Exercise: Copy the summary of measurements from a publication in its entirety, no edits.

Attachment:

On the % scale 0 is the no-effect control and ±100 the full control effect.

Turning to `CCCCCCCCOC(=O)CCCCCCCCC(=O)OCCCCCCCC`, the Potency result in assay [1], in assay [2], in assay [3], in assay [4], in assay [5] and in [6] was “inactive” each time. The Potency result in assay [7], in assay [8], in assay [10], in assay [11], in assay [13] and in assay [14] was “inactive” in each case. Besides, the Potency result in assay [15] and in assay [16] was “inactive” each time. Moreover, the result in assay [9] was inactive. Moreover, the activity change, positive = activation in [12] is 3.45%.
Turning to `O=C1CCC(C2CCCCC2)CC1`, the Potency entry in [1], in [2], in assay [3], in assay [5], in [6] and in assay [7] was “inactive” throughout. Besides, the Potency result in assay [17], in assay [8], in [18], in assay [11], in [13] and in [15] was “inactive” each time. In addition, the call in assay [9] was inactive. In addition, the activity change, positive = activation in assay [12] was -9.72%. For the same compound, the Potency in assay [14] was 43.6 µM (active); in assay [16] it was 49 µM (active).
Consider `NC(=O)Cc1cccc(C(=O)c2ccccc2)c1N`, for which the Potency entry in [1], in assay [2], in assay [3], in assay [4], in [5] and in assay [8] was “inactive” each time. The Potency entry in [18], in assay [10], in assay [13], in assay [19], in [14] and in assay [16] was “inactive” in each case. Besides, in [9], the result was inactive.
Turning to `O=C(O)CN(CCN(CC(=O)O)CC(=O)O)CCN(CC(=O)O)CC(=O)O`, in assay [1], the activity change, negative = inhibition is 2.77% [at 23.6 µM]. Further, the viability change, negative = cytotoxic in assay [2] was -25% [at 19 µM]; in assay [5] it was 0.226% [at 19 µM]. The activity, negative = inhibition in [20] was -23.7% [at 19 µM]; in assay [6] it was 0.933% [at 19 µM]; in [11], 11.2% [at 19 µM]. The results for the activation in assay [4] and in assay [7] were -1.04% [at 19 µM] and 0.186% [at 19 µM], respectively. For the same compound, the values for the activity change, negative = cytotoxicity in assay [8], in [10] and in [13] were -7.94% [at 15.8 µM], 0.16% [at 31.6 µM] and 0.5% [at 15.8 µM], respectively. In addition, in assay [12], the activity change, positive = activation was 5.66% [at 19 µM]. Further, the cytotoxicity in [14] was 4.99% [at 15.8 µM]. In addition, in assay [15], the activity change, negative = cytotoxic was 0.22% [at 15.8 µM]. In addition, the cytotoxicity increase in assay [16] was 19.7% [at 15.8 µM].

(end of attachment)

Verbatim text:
On the % scale 0 is the no-effect control and ±100 the full control effect.

Turning to `CCCCCCCCOC(=O)CCCCCCCCC(=O)OCCCCCCCC`, the Potency result in assay [1], in assay [2], in assay [3], in assay [4], in assay [5] and in [6] was “inactive” each time. The Potency result in assay [7], in assay [8], in assay [10], in assay [11], in assay [13] and in assay [14] was “inactive” in each case. Besides, the Potency result in assay [15] and in assay [16] was “inactive” each time. Moreover, the result in assay [9] was inactive. Moreover, the activity change, positive = activation in [12] is 3.45%.
Turning to `O=C1CCC(C2CCCCC2)CC1`, the Potency entry in [1], in [2], in assay [3], in assay [5], in [6] and in assay [7] was “inactive” throughout. Besides, the Potency result in assay [17], in assay [8], in [18], in assay [11], in [13] and in [15] was “inactive” each time. In addition, the call in assay [9] was inactive. In addition, the activity change, positive = activation in assay [12] was -9.72%. For the same compound, the Potency in assay [14] was 43.6 µM (active); in assay [16] it was 49 µM (active).
Consider `NC(=O)Cc1cccc(C(=O)c2ccccc2)c1N`, for which the Potency entry in [1], in assay [2], in assay [3], in assay [4], in [5] and in assay [8] was “inactive” each time. The Potency entry in [18], in assay [10], in assay [13], in assay [19], in [14] and in assay [16] was “inactive” in each case. Besides, in [9], the result was inactive.
Turning to `O=C(O)CN(CCN(CC(=O)O)CC(=O)O)CCN(CC(=O)O)CC(=O)O`, in assay [1], the activity change, negative = inhibition is 2.77% [at 23.6 µM]. Further, the viability change, negative = cytotoxic in assay [2] was -25% [at 19 µM]; in assay [5] it was 0.226% [at 19 µM]. The activity, negative = inhibition in [20] was -23.7% [at 19 µM]; in assay [6] it was 0.933% [at 19 µM]; in [11], 11.2% [at 19 µM]. The results for the activation in assay [4] and in assay [7] were -1.04% [at 19 µM] and 0.186% [at 19 µM], respectively. For the same compound, the values for the activity change, negative = cytotoxicity in assay [8], in [10] and in [13] were -7.94% [at 15.8 µM], 0.16% [at 31.6 µM] and 0.5% [at 15.8 µM], respectively. In addition, in assay [12], the activity change, positive = activation was 5.66% [at 19 µM]. Further, the cytotoxicity in [14] was 4.99% [at 15.8 µM]. In addition, in assay [15], the activity change, negative = cytotoxic was 0.22% [at 15.8 µM]. In addition, the cytotoxicity increase in assay [16] was 19.7% [at 15.8 µM].